A tiny collection of sperm is placed in a viscous solution called “sperm crash” – and this slows down the motility of the sperm making them more easily assessed and caught. A healthy sperm is identified and then immobilized by striking the tail with a tiny glass needle called the injection pipette. The sperm is then aspirated tail-first into the same glass pipette. Using a high-powered microscope with sophisticated manipulation equipment, the egg is located and held in position by a holding pipette.
The injection pipette is inserted into the egg thereby tenting the membrane – and gentle suction applied until the elastic membrane is broken. Once the membrane is broken the sperm can be deposited into the egg and then the injection pipette is removed.
Once the pipette is removed the egg will resume its normal shape and is then put into a specialized culture medium in an incubator. It is then assessed for fertilization 18 to 20 hours after the injection.
Further research is needed to provide absolute proof that AH significantly increases the chance of pregnancy. Many multi-centre studies are currently running and tend to show that AH is beneficial for selected patients.
The mechanical methods previously used required great technical expertise, acid solution and were not as safe to perform as drilling the ZP using a laser system. Lasers represent ideal tools for microprocedures due to the fact that they allow reproducible generation of holes of controlled size, induce no deleterious mechanical, thermal or mutagenic side effects. Safe, simple and rapid is a good description of the new diode laser for assisted hatching.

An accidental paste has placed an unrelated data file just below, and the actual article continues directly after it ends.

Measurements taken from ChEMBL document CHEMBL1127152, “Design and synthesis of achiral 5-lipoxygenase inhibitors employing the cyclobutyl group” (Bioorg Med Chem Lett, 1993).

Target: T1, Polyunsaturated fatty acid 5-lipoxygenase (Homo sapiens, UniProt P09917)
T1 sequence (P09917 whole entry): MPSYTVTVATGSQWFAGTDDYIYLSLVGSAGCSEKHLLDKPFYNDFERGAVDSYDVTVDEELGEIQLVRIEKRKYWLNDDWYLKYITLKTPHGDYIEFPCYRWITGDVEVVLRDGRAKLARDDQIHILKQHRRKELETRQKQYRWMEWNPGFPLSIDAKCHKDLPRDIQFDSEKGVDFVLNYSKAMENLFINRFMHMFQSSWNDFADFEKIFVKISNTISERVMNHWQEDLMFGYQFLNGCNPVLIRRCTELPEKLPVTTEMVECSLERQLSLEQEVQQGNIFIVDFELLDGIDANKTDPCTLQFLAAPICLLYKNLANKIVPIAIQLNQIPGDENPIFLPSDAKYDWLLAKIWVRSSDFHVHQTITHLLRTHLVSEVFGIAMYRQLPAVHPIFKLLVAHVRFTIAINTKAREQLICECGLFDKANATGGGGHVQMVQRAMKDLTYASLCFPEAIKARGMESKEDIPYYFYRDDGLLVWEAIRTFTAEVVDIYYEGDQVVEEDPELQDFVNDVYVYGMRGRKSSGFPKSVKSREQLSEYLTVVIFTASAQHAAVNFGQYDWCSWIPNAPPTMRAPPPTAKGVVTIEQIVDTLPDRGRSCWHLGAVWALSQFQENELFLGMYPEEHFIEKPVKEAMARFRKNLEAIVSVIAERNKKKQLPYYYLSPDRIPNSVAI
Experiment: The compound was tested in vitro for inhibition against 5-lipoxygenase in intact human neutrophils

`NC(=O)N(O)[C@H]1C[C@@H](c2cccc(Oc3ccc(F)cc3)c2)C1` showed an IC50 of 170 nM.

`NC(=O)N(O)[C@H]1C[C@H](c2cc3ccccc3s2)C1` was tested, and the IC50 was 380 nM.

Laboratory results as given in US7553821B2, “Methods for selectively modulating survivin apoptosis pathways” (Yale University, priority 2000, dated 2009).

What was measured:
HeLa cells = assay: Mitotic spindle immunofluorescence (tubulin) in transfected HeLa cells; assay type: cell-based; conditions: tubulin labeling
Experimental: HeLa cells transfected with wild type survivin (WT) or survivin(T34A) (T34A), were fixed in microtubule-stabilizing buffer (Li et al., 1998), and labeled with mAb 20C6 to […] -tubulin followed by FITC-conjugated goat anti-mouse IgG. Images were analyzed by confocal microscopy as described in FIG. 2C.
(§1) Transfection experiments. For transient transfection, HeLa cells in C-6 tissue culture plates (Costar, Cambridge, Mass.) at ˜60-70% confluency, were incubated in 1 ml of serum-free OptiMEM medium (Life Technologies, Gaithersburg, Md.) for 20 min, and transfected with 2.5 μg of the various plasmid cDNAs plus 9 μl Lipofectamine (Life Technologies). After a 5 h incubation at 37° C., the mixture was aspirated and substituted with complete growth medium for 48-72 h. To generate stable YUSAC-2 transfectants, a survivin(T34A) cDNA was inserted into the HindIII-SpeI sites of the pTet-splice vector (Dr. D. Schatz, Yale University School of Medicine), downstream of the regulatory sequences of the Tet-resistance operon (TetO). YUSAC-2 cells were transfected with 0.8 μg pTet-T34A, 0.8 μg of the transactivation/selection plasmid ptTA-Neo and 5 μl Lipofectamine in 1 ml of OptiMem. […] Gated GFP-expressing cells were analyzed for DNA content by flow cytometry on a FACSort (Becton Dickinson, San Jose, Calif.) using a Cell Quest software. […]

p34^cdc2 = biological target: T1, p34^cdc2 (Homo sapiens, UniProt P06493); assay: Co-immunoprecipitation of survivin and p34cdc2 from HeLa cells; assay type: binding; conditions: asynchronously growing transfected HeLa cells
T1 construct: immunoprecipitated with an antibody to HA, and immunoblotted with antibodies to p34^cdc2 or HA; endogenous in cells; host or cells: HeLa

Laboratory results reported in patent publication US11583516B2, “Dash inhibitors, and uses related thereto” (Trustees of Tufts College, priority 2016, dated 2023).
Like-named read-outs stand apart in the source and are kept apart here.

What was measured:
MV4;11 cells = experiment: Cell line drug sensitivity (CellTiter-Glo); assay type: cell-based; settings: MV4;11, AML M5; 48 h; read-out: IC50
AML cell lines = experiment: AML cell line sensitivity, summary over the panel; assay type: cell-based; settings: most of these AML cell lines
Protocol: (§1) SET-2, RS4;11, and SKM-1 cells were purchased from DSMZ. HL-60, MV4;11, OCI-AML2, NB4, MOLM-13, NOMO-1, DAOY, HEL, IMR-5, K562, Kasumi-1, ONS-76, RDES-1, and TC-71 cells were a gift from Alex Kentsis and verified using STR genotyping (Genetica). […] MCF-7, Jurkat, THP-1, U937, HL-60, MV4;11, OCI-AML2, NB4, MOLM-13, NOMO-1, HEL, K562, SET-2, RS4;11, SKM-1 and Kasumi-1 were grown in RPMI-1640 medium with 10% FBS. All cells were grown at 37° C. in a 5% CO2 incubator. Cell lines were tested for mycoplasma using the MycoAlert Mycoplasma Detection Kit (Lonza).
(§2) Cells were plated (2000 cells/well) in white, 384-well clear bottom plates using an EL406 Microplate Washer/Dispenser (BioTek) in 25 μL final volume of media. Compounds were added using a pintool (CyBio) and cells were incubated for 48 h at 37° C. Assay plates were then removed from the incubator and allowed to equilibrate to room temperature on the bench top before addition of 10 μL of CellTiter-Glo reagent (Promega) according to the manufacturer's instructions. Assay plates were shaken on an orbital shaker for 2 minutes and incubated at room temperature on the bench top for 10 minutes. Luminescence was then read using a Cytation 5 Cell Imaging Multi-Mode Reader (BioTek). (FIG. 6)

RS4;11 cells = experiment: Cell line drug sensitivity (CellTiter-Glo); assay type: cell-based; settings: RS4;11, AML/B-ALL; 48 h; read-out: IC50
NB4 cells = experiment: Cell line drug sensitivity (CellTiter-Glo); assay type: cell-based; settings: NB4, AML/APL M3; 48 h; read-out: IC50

Recent advances in IVF laboratory methods have allowed for the successful culture of embryos to the blastocyst stage. Blastocysts may have a better potential to implant into the uterine wall than earlier stage embryos. Many embryos stop growing at the four- to eight-cell stage, probably because of some inherent problem. Therefore, fewer embryos will have the ability to grow to the blastocyst stage. Those that successfully reach the blastocyst stage are probably more developmentally competent than earlier stage embryos. As well, their stage of development when replaced into the uterus is very similar to what it would be in a natural conception cycle.
Cryopreserved embryos are usually returned to the uterus during a menstrual cycle in which only supplemental estrogen and progesterone are taken. These hormones enhance the body’s natural cycle and ensure that the endometrium (lining of the uterus) is well developed.